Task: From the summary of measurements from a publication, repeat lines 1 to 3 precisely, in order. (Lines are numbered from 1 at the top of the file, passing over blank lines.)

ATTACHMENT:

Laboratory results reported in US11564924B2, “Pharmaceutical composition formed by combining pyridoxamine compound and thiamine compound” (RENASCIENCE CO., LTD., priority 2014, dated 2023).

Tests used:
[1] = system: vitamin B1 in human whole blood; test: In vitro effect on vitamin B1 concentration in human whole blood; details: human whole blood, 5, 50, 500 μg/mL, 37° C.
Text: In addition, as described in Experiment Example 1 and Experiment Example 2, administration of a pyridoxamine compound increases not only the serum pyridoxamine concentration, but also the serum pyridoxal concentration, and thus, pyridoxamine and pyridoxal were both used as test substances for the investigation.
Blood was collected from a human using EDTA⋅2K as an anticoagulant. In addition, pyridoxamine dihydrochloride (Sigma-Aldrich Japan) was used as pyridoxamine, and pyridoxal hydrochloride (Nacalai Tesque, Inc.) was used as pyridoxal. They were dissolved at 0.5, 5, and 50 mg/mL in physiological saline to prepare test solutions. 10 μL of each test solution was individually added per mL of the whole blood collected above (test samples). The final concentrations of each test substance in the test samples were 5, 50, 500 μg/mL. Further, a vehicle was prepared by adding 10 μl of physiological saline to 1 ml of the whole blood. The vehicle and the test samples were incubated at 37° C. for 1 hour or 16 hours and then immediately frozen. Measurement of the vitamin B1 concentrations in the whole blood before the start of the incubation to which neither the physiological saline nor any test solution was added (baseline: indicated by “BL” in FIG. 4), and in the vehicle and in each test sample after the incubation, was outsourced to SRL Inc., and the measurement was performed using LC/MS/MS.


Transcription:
Laboratory results reported in US11564924B2, “Pharmaceutical composition formed by combining pyridoxamine compound and thiamine compound” (RENASCIENCE CO., LTD., priority 2014, dated 2023).

Tests used:
[1] = system: vitamin B1 in human whole blood; test: In vitro effect on vitamin B1 concentration in human whole blood; details: human whole blood, 5, 50, 500 μg/mL, 37° C.